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Iraqi Air Force Takes Off in Building for Future
American Forces Press Service ^ | Donna Miles

Posted on 09/06/2006 6:05:18 PM PDT by SandRat

WASHINGTON, Sept. 6, 2006 – As the Iraqi army gains in numbers and capability, so too does the country’s air force, which aims to grow to 2,500 airmen by the year’s end, the commander of the Coalition Air Force Transition Team said.

Air Force Brig. Gen. Stephen L. Hoog cited impressive improvement over the past six months, noting that the Iraqi air force continues to grow and improve its ability support the counterinsurgency mission.

The Iraqi air force’s counterinsurgency mission consists primarily of aerial observation and surveillance and air transportation. Officials believe it is critical for Iraq’s long-term ability to police its international borders, protect its oil pipeline network and rapidly deploy its developing army.

“They’re making progress with leaps and bounds,” Hoog said during a roundtable with Pentagon reporters Sept. 1.

“The bottom line is, we are making progress every day in helping the Iraqis enter the COIN (counterinsurgency) fight now and lay the proper foundation for the Iraqi air force for the next five to 10 years,” he said.

Iraq’s C-130 Hercules program is the country’s most advanced program. Its three C-130s have moved 6,000 Iraqi and coalition troops and more than 460 tons of cargo since March, he said.

During the same timeframe, Iraq’s Seeker SB7L-360 light surveillance aircraft and CH-2000 military tactical surveillance aircraft have flown more than 200 intelligence, reconnaissance and surveillance missions.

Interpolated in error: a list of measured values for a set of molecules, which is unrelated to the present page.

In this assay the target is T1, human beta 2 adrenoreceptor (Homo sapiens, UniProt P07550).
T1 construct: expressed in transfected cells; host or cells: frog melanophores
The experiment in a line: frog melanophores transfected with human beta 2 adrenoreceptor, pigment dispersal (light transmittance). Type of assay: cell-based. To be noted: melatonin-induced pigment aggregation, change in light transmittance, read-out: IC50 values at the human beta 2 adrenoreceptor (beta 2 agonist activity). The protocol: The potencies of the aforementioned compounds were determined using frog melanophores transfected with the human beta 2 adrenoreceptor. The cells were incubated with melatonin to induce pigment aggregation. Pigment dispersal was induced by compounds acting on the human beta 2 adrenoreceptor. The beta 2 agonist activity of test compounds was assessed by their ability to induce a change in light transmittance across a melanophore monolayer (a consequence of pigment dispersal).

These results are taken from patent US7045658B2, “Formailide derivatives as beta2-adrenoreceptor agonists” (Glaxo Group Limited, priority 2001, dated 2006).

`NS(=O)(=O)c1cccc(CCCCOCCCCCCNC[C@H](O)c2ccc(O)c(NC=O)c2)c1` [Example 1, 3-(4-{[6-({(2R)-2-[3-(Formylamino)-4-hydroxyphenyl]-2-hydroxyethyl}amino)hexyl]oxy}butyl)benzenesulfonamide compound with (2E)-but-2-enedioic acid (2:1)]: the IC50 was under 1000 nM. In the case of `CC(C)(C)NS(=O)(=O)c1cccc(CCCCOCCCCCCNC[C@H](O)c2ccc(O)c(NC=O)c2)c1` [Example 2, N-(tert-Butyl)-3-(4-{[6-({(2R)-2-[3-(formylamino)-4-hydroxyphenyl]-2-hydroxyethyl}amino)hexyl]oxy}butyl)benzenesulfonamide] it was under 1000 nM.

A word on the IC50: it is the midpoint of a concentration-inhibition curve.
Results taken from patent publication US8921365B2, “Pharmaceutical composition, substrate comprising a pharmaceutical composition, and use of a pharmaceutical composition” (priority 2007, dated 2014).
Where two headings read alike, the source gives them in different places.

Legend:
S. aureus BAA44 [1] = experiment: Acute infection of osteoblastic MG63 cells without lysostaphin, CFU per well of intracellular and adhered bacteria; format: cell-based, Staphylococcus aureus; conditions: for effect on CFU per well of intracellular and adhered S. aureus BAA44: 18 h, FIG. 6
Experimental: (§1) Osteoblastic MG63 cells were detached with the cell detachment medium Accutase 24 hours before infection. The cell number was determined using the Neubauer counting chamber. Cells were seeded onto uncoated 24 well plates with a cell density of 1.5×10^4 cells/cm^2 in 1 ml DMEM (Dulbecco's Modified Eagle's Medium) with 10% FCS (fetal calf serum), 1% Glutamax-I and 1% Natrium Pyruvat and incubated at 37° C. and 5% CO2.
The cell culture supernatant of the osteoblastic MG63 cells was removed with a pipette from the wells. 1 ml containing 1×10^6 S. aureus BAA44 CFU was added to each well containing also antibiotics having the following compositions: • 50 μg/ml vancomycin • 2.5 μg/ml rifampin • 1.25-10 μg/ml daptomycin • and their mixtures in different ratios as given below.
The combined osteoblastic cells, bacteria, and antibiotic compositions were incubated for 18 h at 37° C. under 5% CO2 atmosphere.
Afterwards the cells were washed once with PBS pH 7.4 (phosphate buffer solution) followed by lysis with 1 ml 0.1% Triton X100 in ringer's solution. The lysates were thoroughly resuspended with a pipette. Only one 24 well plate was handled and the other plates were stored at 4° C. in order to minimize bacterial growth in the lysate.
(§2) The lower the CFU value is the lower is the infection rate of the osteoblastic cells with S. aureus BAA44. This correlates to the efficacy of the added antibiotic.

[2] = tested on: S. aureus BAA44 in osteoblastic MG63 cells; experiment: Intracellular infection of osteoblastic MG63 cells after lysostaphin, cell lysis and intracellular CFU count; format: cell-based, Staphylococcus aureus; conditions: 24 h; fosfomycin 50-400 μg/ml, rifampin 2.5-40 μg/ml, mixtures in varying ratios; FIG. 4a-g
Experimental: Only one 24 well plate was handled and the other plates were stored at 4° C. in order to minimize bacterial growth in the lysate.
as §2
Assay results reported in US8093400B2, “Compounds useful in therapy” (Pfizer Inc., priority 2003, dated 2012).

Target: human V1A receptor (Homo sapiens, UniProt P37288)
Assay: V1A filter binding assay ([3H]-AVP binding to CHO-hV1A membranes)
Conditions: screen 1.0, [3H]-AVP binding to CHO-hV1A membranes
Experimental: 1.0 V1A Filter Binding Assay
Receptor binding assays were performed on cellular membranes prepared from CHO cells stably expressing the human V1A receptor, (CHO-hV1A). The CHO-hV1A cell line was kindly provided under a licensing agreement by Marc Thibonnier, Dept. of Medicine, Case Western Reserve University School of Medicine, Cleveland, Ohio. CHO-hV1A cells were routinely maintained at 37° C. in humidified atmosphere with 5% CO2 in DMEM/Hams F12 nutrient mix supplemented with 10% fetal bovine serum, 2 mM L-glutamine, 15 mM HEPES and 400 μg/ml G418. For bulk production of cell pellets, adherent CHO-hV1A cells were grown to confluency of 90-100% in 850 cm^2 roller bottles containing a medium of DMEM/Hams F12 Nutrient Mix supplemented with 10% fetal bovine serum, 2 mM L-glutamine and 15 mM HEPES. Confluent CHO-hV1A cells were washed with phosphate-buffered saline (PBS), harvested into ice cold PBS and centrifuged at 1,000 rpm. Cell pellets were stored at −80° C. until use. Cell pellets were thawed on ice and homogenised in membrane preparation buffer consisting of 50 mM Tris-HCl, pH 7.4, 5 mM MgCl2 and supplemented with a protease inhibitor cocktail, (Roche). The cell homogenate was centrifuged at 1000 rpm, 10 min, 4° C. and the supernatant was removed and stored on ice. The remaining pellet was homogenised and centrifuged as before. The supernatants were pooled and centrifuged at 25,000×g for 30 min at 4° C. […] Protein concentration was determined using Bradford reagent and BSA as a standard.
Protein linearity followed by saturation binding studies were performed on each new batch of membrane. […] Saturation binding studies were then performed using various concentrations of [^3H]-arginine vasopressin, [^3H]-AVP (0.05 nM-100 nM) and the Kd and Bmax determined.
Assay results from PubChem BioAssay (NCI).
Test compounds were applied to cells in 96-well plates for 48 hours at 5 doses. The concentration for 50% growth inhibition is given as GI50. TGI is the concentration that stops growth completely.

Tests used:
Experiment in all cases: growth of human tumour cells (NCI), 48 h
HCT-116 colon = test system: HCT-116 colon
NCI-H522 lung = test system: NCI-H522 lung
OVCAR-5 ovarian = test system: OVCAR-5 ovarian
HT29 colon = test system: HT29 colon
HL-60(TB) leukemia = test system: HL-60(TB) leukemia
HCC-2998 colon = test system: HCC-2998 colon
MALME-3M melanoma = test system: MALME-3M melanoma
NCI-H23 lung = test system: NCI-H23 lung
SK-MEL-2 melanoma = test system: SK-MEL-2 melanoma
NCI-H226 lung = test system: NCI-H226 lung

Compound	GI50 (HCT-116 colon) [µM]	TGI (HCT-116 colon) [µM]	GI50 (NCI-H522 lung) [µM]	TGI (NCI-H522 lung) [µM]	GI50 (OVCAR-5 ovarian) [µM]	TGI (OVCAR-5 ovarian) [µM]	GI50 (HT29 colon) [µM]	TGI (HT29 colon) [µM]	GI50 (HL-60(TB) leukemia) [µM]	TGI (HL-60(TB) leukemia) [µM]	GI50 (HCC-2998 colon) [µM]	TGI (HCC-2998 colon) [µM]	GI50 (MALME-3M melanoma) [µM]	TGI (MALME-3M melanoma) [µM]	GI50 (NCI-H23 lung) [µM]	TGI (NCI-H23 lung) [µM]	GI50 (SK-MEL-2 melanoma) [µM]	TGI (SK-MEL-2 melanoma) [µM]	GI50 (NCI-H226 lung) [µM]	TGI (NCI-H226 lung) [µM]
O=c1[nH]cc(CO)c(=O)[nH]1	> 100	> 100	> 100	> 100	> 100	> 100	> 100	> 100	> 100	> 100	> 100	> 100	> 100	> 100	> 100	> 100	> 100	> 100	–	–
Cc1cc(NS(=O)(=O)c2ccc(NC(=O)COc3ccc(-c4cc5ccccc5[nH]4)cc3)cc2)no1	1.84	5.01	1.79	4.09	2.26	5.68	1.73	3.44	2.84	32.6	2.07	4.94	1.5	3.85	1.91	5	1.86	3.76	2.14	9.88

U.S. advisors with the Coalition Air Force Transition Team are assigned to Iraqi air force units to steer this effort forward, Hoog said. With members spread over sites around Iraq, this team serves as the coalition’s liaison with and advisors to the Iraqi air force.

“We are working together as one team,” Iraqi Maj. Gen. Jamal Barzanjy, the Iraqi air force’s chief of staff, said earlier this year. “Of course we still need support from our allies, but we are going.”

One big step forward is the relocation of the Iraqi air force headquarters to the same installation as the Iraqi army headquarters. This move will improve joint operations and coordination, Hoog said.

More growth is on the way, with the first of 16 UH-1H Iroquois aircraft to join the Iraqi air force fleet by January. The UH-1s are being upgraded in the United States to the more powerful “Huey II” configuration and “will provide a much-needed medium lift capability, as well as a CASEVAC (casualty evacuation) capability as well,” Hoog said.

Ten Mi-17 Hip helicopters also are slated to join the fleet, and Iraqi pilots are continuing their training.

Another upcoming initiative is the introduction this spring of “pipeline training,” to focus on skills ranging from basic piloting to air traffic control and aircraft maintenance. “They are building on the great training foundation already laid by the CMAT (Coalition Military Assistance Team) in their operations throughout Iraq,” Hoog said.

“This rebuilding effort will continue to increase at an accelerated pace as the Iraqi air force seeks to grow to almost 2,500 people by the end of ’07,” he said.